• Glenn Contrarian

    Joseph –

    But even in the days of the Founding Fathers, wasn’t politics every bit as contentious, even to the point of outright physical assaults in Congress?

    But there is a point in history that led to the Great Dogmatic Divide we see now – the Civil Rights Act. Before the CRA, while Republicans and Dems fought each other endlessly for power, there were liberals on each side and conservatives on each side, as was demonstrated by some fairly liberal Republicans in the Northeast and the wholly-conservative and almost totally-segregationist Democratic politicians of the South. On a side note, there were Republicans who celebrated JFK’s assassination.

    But after the passage of the CRA, just as Nixon’s staff predicted, the segregationist South switched over en masse from a Dem stronghold to a GOP bastion. That, I feel, is the moment when party dogma of both sides really began to take hold, for today, while there are some conservatives still in the Dem party, their numbers are relatively few and decreasing – whereas there’s maybe three somewhat moderate GOP congresspersons (two from Maine and one from MA) who are often vilified by the rest of the party for their moderate views.

    I don’t know how we’ll get back from this Great Dogmatic Divide, because what really gets me is how if one side agrees with the position of the other side, the other side will drop that position like a rock and forswear it for all time e.g. Cap-and-Trade, Individual Mandate, etc.

  • Igor

    Good article Cotto. Valid points well made.

  • jamminsue

    Thank you, Joseph, for pointing out how “free” people who “believe” are.

  • Glenn,

    There has always been a dogmatic divide in this country, to be sure. However, it has become more politicized than ever before due to acts of ruthless, and shameless, pandering by both major parties. This was done in search of a more sizable, sustainable voting base, and it was indeed found, though all of us in the center are now paying the price.


    Thank you very much.


    Thanks to you as well. If nothing else, freedom could be well described as elusive, especially for those who place padlocks on their minds.

  • Cannonshop

    I find apostasy (as a state of being) to be rather invigorating, and being a heretic to be kind of fun. Fact being I rather enjoy being an obnoxious infidel, at least for the time being.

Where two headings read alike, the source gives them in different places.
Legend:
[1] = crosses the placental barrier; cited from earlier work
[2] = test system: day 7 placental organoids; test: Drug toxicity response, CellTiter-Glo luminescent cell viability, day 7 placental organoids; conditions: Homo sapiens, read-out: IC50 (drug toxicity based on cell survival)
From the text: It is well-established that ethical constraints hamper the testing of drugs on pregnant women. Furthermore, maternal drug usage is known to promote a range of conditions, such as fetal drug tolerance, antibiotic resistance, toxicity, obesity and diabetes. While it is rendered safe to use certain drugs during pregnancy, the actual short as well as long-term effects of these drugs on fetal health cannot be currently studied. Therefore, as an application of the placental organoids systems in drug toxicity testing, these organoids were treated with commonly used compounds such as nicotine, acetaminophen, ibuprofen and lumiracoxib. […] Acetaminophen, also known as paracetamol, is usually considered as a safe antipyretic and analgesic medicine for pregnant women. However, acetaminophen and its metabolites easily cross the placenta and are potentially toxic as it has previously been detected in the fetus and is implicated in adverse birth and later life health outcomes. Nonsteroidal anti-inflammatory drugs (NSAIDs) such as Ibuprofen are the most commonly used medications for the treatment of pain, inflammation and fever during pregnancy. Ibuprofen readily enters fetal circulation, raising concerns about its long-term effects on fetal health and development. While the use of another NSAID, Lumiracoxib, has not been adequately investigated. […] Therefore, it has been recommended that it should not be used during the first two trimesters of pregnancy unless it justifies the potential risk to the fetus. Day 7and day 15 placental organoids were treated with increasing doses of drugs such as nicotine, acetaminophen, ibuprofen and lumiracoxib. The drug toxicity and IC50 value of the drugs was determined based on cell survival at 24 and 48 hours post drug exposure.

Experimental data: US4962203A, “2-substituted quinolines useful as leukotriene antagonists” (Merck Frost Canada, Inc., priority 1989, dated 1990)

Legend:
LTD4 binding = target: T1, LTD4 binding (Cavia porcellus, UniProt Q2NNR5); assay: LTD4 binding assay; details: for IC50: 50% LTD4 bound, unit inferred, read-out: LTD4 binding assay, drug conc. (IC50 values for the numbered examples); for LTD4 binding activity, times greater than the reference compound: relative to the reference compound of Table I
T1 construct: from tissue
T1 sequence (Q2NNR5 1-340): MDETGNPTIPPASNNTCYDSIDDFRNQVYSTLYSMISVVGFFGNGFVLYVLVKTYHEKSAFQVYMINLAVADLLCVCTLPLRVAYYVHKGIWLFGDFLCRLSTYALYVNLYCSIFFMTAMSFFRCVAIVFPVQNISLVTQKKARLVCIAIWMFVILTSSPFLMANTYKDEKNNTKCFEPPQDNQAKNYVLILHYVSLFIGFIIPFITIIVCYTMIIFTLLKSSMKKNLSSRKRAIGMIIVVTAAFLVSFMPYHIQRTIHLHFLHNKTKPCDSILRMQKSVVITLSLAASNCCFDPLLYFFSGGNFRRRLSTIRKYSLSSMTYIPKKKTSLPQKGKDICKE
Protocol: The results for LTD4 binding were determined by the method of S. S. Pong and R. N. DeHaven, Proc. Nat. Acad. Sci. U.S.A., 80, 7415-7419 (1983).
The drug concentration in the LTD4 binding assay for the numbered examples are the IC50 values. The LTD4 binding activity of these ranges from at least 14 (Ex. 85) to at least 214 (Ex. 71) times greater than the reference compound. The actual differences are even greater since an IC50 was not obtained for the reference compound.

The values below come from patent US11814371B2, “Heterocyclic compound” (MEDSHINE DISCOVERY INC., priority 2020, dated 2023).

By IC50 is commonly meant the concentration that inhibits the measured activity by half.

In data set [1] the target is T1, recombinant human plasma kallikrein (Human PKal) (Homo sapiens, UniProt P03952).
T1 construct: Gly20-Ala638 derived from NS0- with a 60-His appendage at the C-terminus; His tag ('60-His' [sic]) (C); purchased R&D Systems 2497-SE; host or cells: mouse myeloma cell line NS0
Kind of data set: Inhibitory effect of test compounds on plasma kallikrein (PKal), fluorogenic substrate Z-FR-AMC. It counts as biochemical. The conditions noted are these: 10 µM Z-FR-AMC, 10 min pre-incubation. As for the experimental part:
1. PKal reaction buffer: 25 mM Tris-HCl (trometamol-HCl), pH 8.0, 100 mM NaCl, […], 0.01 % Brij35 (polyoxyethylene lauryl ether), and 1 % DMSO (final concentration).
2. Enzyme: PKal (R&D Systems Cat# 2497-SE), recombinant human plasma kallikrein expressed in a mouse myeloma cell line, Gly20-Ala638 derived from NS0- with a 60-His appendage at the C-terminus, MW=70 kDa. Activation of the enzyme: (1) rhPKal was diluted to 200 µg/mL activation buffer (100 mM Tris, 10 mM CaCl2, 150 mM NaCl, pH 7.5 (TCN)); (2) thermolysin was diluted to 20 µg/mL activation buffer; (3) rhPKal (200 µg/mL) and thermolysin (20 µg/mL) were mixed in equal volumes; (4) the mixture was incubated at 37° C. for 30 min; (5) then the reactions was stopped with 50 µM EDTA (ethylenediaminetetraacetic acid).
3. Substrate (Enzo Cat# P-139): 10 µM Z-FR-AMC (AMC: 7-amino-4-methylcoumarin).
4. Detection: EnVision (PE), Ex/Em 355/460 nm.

Why? because I can Like Maria Cantwell (D-Wa) and dislike Rick Larsen (D-Wa 2nd District), I’m allowed to think Ron Paul’s got “SOME” good ideas without being married to the idea of him as POTUS, admit Barak Obama’s got charisma and style while disliking his politics and standing in awe of how little he accomplished prior to running for office.

    as Heretics, we can measure things by what they do-not what they claim (or the Party claims) they WILL do, under Ideal circumstances governed by luck and blind chance.

    as a Heretic, I can favour civil rights for all Americans, yet I can also distinguish between “rights” and “Privelages”. “Rights” are what you’re supposed to have by default-Privelages are things that are granted by government-and can be taken away. Free speech is a Right, a driver’s license is a Privelage.

    as a Heretic, I can favour Free Markets while opposing Monopolies/Duopoly and Oligopoly models-because a non-competitive market is not free, see?

    “the Faithful” in both parties share a common trait-they fear freedom, they confuse “Rights” for “Privelages” (or vice-versa), both are in love with the idea that the government is the fount of all prosperity-how it works is the only variance between them, and, they’re both wrong.

    And I have a hypothesis as to why-they’re both largely composed of people who are, put bluntly, intellectually lazy and looking for the easy-way-out, rather than accepting that Responsibility is the key to freedom, prosperity, and all the good things they desire for themselves and their progeny.

    The GOP tries to shove God into politics, the Democrats try making a god OF politics. Neither approach works, both result in failure.